Maryland Loyalists Battalion
|Maryland Loyalists Battalion|
|Branch||British provincial unit|
|Type||infantry, (auxiliary troops)|
|Garrison/HQ||Pensacola, West Florida|
|Nickname(s)||First Battalion of Maryland Loyalists|
|Engagements||American Revolutionary War|
The Maryland Loyalists Battalion, referred to in Captain Caleb Jones's orderly book as the First Battalion of Maryland Loyalists, was a British provincial regiment, of colonial American Loyalists, during the American Revolutionary War.
As with other colonies in British America, Maryland was bitterly divided by the American Revolution. Members of the existing political elite tended to make reluctant revolutionaries; men such as Benedict Swingate Calvert, illegitimate son of the ruling Calvert family and a judge of the land office, remained loyal to the British Crown, and would suffer the consequences. Like other loyalists, Calvert would find himself on the losing side of the Revolutionary War, effectively ending his political career. The Annapolis Convention of 1774 to 1776 saw the old Maryland elite overthrown – men like Calvert, Governor Eden and George Steuart all lost their political power, and in many cases their land and wealth. After the war, Loyalists would have to pay triple taxes and were forced to sign the loyalty oath. Many had their lands and property confiscated.
The "First Battalion of Maryland Loyalists" was composed primarily of colonists from the Eastern Shore of Maryland; it was commissioned in British-held Philadelphia in mid-October 1777 as "The First Battalion of Maryland Loyalists." The unit's commander, Lt. Col. James Chalmers of Newtown, Maryland (present-day Chestertown), was an active Loyalist writer.
The Loyalists Battalion saw limited action in 1778 at the Battle of Monmouth before being shipped off to Pensacola, West Florida, to fight the Spanish in the fall. A number of soldiers of the battalion died of smallpox upon arrival. Weakened by the epidemic and limited manpower, the Maryland Loyalists garrison was subsequently defeated by the Spanish in the siege of Pensacola in 1781. After a brief time as Spanish prisoners of war in Cuba, the battalion was eventually sent back to New York City, the command center for British forces during the war.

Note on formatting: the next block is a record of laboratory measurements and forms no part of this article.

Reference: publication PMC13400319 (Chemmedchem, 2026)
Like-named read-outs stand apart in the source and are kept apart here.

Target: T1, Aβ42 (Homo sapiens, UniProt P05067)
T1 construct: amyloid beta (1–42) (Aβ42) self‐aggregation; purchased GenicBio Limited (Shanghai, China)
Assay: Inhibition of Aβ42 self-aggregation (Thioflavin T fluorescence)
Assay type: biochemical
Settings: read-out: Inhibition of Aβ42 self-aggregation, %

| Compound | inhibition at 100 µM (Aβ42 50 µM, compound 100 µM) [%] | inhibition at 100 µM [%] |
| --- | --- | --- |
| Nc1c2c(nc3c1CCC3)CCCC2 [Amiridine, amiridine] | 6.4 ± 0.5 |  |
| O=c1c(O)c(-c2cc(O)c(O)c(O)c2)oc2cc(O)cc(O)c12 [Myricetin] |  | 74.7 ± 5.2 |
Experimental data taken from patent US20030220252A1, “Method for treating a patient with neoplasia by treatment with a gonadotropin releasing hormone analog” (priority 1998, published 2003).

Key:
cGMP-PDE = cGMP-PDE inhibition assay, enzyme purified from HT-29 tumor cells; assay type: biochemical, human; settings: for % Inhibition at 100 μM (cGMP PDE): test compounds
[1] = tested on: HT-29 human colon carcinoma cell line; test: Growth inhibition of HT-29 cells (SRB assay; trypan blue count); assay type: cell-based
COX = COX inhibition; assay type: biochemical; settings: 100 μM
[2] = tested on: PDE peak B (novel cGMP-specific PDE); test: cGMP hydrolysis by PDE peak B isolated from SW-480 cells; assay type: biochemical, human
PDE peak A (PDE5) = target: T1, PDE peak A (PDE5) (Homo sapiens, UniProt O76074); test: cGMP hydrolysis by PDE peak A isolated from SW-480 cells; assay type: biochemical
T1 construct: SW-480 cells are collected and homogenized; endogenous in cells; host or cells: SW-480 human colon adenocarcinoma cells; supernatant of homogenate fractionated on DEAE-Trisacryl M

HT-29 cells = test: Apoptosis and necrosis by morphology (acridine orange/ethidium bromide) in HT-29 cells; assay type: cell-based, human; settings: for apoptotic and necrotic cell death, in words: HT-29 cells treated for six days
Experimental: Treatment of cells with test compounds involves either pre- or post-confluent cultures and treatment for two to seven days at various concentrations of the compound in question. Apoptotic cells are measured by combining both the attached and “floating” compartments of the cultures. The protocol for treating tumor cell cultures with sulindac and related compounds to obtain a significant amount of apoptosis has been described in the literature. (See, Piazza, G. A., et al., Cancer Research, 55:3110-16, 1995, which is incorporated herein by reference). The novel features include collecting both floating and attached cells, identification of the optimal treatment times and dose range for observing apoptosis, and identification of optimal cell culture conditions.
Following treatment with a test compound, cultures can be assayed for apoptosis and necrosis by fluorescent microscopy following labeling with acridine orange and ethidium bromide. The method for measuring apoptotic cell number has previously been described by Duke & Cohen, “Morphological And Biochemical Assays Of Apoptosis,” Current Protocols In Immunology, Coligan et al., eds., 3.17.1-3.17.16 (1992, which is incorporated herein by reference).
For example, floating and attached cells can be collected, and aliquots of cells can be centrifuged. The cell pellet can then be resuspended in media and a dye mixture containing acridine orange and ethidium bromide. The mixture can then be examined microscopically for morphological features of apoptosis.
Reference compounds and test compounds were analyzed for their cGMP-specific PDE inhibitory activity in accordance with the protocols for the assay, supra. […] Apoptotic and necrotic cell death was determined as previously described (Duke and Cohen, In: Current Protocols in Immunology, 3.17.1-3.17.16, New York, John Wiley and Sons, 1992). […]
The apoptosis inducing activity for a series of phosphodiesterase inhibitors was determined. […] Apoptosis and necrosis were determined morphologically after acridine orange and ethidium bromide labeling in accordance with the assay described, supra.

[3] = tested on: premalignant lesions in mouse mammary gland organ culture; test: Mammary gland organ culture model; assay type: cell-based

After the war, the soldiers of the Maryland Loyalists, along with many other American loyalists, were transported by the British Government as refugees to Nova Scotia. In the fall of 1783, a ship carrying the exiled battalion was shipwrecked off the Nova Scotia coast. The survivors made up the first British American citizens of the new Canadian province of New Brunswick.
The Maryland Loyalist Battalion is also a Revolutionary War reenacting unit based in Baltimore, Maryland.
One of the more dramatic persons to serve with the unit was a young ensign named William Augustus Bowles, who would become a leader of the Creek Indians in the 1790s. Some think his name was bastardized to "Billy Bowles" and then into "Billy Bowlegs". Billy Bowlegs was, in fact, a Seminole Chief in Florida, and was born five years after the death of William Augustus Bowles. There is no connection for either of them to piracy.
One of the captains in the Maryland Loyalists Battalion was an attorney from Annapolis named Philip Barton Key. He was the uncle of Francis Scott Key, who would later pen the poem "The Star Spangled Banner".
- Loyalist (American Revolution)
- History of Maryland in the American Revolution
- Spain in the American Revolutionary War
- Andrews, Matthew Page, History of Maryland, Doubleday Doran & Co, New York, (1929)
- Yentsch, Anne E, p.55, A Chesapeake Family and their Slaves: a Study in Historical Archaeology, Cambridge University Press (1994) Retrieved Jan 28, 2010
- Maryland Loyalists in the American Revolution by M. Christopher New. Tidewater Publishers; Centreville, MD, 1996.
- Yentsch p.270